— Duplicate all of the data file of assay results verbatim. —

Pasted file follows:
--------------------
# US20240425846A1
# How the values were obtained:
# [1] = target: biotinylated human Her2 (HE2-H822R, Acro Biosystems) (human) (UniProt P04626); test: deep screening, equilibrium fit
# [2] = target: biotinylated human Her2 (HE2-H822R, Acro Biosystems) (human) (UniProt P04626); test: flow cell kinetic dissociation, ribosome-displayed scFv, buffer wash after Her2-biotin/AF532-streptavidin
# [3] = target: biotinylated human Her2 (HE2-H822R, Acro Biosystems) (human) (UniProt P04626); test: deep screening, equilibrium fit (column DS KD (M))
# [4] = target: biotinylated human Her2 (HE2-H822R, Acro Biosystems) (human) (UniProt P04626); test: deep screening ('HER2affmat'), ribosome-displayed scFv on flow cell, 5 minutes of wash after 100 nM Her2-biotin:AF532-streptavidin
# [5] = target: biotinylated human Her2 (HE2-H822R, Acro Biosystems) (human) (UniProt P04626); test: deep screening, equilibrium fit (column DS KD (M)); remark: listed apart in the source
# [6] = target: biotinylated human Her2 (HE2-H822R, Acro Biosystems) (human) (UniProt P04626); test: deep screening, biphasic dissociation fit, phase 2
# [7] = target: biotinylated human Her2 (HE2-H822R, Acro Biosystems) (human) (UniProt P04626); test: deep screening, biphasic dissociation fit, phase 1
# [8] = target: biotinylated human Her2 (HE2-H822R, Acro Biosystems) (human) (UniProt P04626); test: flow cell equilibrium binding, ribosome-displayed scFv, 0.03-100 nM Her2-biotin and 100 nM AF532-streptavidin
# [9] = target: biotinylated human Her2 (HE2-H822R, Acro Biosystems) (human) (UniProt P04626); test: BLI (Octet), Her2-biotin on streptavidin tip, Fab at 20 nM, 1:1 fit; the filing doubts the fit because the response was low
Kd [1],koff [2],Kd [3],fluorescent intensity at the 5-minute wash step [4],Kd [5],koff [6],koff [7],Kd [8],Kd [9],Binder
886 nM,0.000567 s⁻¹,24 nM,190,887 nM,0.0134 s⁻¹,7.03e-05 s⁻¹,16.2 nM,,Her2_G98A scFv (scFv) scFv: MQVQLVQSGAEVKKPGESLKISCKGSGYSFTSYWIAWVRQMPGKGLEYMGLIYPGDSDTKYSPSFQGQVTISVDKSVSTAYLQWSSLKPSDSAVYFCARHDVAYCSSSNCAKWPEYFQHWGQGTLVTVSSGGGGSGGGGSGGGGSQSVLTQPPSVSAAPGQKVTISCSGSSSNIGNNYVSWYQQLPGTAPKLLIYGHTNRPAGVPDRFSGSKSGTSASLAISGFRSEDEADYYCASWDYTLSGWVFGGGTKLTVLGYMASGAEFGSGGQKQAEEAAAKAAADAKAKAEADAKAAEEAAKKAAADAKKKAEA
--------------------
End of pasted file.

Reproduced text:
# US20240425846A1
# How the values were obtained:
# [1] = target: biotinylated human Her2 (HE2-H822R, Acro Biosystems) (human) (UniProt P04626); test: deep screening, equilibrium fit
# [2] = target: biotinylated human Her2 (HE2-H822R, Acro Biosystems) (human) (UniProt P04626); test: flow cell kinetic dissociation, ribosome-displayed scFv, buffer wash after Her2-biotin/AF532-streptavidin
# [3] = target: biotinylated human Her2 (HE2-H822R, Acro Biosystems) (human) (UniProt P04626); test: deep screening, equilibrium fit (column DS KD (M))
# [4] = target: biotinylated human Her2 (HE2-H822R, Acro Biosystems) (human) (UniProt P04626); test: deep screening ('HER2affmat'), ribosome-displayed scFv on flow cell, 5 minutes of wash after 100 nM Her2-biotin:AF532-streptavidin
# [5] = target: biotinylated human Her2 (HE2-H822R, Acro Biosystems) (human) (UniProt P04626); test: deep screening, equilibrium fit (column DS KD (M)); remark: listed apart in the source
# [6] = target: biotinylated human Her2 (HE2-H822R, Acro Biosystems) (human) (UniProt P04626); test: deep screening, biphasic dissociation fit, phase 2
# [7] = target: biotinylated human Her2 (HE2-H822R, Acro Biosystems) (human) (UniProt P04626); test: deep screening, biphasic dissociation fit, phase 1
# [8] = target: biotinylated human Her2 (HE2-H822R, Acro Biosystems) (human) (UniProt P04626); test: flow cell equilibrium binding, ribosome-displayed scFv, 0.03-100 nM Her2-biotin and 100 nM AF532-streptavidin
# [9] = target: biotinylated human Her2 (HE2-H822R, Acro Biosystems) (human) (UniProt P04626); test: BLI (Octet), Her2-biotin on streptavidin tip, Fab at 20 nM, 1:1 fit; the filing doubts the fit because the response was low
Kd [1],koff [2],Kd [3],fluorescent intensity at the 5-minute wash step [4],Kd [5],koff [6],koff [7],Kd [8],Kd [9],Binder
886 nM,0.000567 s⁻¹,24 nM,190,887 nM,0.0134 s⁻¹,7.03e-05 s⁻¹,16.2 nM,,Her2_G98A scFv (scFv) scFv: MQVQLVQSGAEVKKPGESLKISCKGSGYSFTSYWIAWVRQMPGKGLEYMGLIYPGDSDTKYSPSFQGQVTISVDKSVSTAYLQWSSLKPSDSAVYFCARHDVAYCSSSNCAKWPEYFQHWGQGTLVTVSSGGGGSGGGGSGGGGSQSVLTQPPSVSAAPGQKVTISCSGSSSNIGNNYVSWYQQLPGTAPKLLIYGHTNRPAGVPDRFSGSKSGTSASLAISGFRSEDEADYYCASWDYTLSGWVFGGGTKLTVLGYMASGAEFGSGGQKQAEEAAAKAAADAKAKAEADAKAAEEAAKKAAADAKKKAEA